Building Atom-Photon Networks with Trapped Ions
Trapped ion quantum bits can be linked through a photonic quantum channel, creating long-distance entanglement between quantum memories, quantum networks, and distributed quantum computers.
We are investigating the creation of atom-photon networks using the combination of probabilistic atom-photon entanglement together with deterministic atom-atom entanglement. Ions and photons make an ideal pair for a quantum network which needs both stationary memory qubits and flying communication qubits. The long coherence times of trapped ions make them stand out as the state of the art quantum memory and the fast speed at which photons travel make them the ideal candidate for communication qubits.
In order to entangle two remote ions, each ion is first entangled with an emitted photon. Direct entanglement between "stationary" (ion) and "flying" (photon) qubits was first observed in our lab in 2004 (Nature 428, 153 (2004)).
The photons are collected and directed to a 50:50 beamsplitter. Due to the quantum interference of the photons (Nature Physics 3, 538 (2007)), only an antisymmetric photonic state will result in a simultaneous detection at both output ports of the beamsplitter. It is this "double-click" of the detectors that heralds the entanglement of the two ions. Thus, it is the simultaneous destruction of the photons that lets us know that the ions are now entangled (Nature 449, 68 (2007)).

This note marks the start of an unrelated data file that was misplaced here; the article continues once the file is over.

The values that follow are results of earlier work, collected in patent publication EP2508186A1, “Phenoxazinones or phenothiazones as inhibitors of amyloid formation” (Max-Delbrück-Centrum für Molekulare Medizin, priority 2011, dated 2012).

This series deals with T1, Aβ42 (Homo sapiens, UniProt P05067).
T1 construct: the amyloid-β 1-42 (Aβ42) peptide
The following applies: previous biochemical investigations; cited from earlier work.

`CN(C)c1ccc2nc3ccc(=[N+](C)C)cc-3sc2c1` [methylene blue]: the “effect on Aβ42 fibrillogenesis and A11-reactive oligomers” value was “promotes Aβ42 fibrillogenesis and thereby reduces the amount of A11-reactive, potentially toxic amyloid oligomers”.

This entanglement between distant ions was used recently to carry out a teleportation protocol, (Science 323, 486 (2009)), which was the first experiment to demonstrate quantum teleportation between atomic qubits separated by a macroscopic distance.
In order to use this type of photon mediated entanglement for a scalable quantum network, each node in the network must contain two ions. The two ions are used separately to create entanglement with neighboring nodes in the network and then the entire network is linked by carrying out deterministic entangling operations within each node. After establishing the high fidelity of the photon-mediated entanglement protocol, (PRL 102, 250502 (2009)), we are now developing a method of carrying the deterministic entangling operations needed to complete the network.
Deterministic entangling operations in trapped ion systems are carried out by using "spin-dependent" forces which couple the internal states of the individual ions to the collective motion shared among nearby ions. Traditionally, these operations are carried out using continuous wave lasers, but our group has recently been able to simplify these procedures by using a mode-locked pulsed laser. In the regime where many pulses are needed to flip the qubit state of the ion, a train of pulses creates an optical frequency comb. The large bandwidth and spectral purity of the optical frequency comb can be used to deterministically entangle neighboring ions and provides an entirely new structure for creating and probing quantum coherence(arXiv:1001-2127, (2010)).